Today, Andrew Bolt criticised supporters of same – sex marriage and the Sydney Lord Mayor, Clover Moore, the ACT government, the Australian Medical Association, the ABC and the NSW Law Society for publicly campaigning for same – sex marriage.
In the past, Air b’n’b and Qantas has also been slammed for pushing for same – sex marriage.
This makes me raise a question: should councils, law firms and businesses get involved in political debate? On any issue: gay marriage, climate change, Recognition, etc? What if, as it’s the case with Qantas, the CEO is LGBTQ+ themselves?
Bullying is wrong. Full stop. I pointed that out yesterday. That aside, there seems to be a push on both sides to limit or stifle debate, to be honest. One of the main arguments that businesses and councils should not be involved in these debates or taking sides is that the customers have a range of political views. In regards to the AMA, the clash is internal, with the organisation being criticised for false claims by some members regarding same – sex marriage and parents. However, I have to say that I exposed one of the studies Bolt’s cited last year; Mark Regenerus, supposedly the largest study on same – sex families and its impact on children. However, even he admitted to Focus on the Family; a conservative organisation who promoted his findings that his findings actually didn’t prove same – sex families were worse for children.
Qantas has been a target by conservatives, most recently former tennis great and now Pentecostal pastor, Margaret Court who wrote a letter to The West Australian newspaper, threatening to boycott the airline ‘where possible’ because of their vocal support for same – sex marriage.
Now, the Sydney Council is under fire for allegedly supporting the “Yes” campaign financially, but not the ‘no’ case.
So, my question is: should corporations or governments get involved in any contentious political debate? Climate change? Safe Schools? Aboriginal Recognition? The asylum seekers on Manus Island and Nauru?
It’s not only Australia that companies have been under fire for their corporate stance on same – sex marriage. In 2014, Atlanta – based chicken sandwich franchise, Chick – a – fil – a caused controversy when the CEO, Dan Cathy vocally opposed same – sex marriage. He ended up backtracking kind of – not from his opinion that same – sex marriage was wrong, but by promising to refrain from expressing it publicly in the future.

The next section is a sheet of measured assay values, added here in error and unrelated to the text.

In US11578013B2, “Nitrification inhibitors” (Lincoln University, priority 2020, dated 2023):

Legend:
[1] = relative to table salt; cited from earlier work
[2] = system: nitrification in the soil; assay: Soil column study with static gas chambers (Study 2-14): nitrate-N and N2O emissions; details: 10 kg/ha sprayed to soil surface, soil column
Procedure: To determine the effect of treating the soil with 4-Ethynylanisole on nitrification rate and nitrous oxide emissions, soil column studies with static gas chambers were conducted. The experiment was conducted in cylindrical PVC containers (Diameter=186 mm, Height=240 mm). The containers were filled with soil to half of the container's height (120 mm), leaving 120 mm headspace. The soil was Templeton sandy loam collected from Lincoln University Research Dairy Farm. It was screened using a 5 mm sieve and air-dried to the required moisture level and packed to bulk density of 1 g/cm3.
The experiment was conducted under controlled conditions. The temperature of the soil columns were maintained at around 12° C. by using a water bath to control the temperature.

Either the backlash against Qantas, Air B’n’B, the Sydney Council, the AMA and Chick – a – fil – a is justified or it’s not. Either CEO’s and companies can support political causes or it can’t.
Another thing, if a company, council or medical organisation ever does take a political stance, it’s going to have it’s opponents, regardless of the issue or side. Is this allowed or should everyone should be left with their individual views, with the company itself being neutral? I think it’s great when companies support the LGBTQ+ community or Aboriginal people —the AFL is a great example of this — aiming to promote inclusion of the LGBTQ+ community and people from an Aboriginal and Torres Strait Islander background. Pushing a political cause though? I”m not sure.
What I do think is that all companies and brands should be held to the same standard. If Qantas for example shouldn’t publicly campaign for same – sex marriage, then a company shouldn’t campaign against it. Companies on both sides, I think, should show impartiality. Because, hey, some of their customers may be LGBTQ+ and/ or support same – sex marriage.
Should companies remain out of political debate? Share what you think.